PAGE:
- Sleep habits change. Drug use can impair sleep habits. Drug-addicted teens or tweens may have insomnia or sleep too much.
- Social life changes. A child taking drugs loses interest in previously enjoyed hobbies and begins spending time with new friends while abandoning previous groups.
If you notice some of these signs, try to seek professional help. You may consider talking to a teen, but it’s critical not to make the child uncomfortable. The latter could lead to more isolation and unwillingness to talk. Try to be very gentle and not seem like you are attacking or accusing the teen.
This can be a difficult journey, but you don’t have to go it alone. Let us be your guide and provide all the support you need to regain control of your life and begin the path to recovery.
How to prevent teenage drug use?
Preventing teenage drug use is crucial to ensure teens’ health. Check out the following ways to prevent addiction:
- Educate yourself. You must know about the risks and dangers of different drugs to talk to your teen and explain why drugs are so harmful.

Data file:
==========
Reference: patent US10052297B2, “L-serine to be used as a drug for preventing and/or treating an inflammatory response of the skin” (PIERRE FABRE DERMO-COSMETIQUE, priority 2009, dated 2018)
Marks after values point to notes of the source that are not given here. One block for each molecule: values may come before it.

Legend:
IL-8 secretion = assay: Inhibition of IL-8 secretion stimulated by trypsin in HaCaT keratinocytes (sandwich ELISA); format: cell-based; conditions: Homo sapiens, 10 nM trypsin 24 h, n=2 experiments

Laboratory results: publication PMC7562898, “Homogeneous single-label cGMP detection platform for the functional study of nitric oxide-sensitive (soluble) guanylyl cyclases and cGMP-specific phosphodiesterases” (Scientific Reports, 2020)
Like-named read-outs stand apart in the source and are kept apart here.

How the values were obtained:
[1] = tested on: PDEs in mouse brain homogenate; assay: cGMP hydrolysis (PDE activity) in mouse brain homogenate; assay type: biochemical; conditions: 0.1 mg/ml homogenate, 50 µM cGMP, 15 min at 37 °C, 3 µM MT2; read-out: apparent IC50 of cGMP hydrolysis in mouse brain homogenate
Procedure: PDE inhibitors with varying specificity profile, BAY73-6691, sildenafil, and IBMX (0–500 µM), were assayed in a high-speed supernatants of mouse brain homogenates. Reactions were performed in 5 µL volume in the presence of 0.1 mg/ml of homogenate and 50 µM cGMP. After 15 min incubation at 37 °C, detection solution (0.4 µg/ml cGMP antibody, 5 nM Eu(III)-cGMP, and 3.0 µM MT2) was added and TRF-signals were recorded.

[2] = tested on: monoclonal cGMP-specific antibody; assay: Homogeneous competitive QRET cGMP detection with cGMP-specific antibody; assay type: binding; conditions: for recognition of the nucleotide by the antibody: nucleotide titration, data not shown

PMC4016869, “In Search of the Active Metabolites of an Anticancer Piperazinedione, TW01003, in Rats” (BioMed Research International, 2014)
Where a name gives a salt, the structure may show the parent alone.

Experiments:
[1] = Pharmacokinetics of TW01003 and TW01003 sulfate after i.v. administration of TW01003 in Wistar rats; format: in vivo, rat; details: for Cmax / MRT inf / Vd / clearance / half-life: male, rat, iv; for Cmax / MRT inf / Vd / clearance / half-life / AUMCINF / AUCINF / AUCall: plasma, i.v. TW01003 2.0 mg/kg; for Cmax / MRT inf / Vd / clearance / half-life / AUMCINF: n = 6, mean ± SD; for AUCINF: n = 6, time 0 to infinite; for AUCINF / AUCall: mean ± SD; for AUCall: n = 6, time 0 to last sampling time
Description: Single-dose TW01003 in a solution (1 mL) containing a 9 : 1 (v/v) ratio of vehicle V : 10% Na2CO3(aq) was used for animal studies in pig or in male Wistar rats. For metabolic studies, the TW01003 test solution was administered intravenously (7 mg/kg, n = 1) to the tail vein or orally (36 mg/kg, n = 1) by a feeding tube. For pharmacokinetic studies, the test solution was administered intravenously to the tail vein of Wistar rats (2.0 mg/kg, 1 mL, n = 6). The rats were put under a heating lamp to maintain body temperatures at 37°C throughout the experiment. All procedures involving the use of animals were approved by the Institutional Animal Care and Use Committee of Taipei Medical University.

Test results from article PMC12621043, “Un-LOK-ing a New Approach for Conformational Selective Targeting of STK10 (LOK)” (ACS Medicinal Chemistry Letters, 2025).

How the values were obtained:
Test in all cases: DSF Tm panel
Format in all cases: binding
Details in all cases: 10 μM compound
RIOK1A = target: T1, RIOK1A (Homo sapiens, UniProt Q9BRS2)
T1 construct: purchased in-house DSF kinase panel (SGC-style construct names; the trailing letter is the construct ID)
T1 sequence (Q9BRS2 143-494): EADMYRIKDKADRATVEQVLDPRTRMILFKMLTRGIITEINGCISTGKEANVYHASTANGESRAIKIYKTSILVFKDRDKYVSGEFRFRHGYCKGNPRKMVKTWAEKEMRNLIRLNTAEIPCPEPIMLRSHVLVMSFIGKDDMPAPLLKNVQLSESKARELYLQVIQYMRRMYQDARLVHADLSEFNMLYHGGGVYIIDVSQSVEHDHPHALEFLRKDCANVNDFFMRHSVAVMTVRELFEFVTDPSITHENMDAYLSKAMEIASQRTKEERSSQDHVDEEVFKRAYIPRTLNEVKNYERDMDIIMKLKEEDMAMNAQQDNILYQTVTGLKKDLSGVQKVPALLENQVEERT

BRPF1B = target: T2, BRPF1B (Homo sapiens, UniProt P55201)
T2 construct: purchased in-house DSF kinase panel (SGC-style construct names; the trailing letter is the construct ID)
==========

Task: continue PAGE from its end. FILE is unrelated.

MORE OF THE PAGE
- Set mandatory rules. Don’t be too controlling, but the teen must understand when they have to be at home, do their homework, etc. Set clear boundaries and expectations to avoid problems in behavior.
- Open communication. Establishing open and respectful communication with your teen is crucial. Talk to them about the risks of drugs.
- Encourage positive peer relationships and lifestyle. Encourage your teen to build positive relationships with others who share their values and interests. It’s also critical to encourage a healthy lifestyle that includes enough rest and sleep, exercise, healthy food, etc.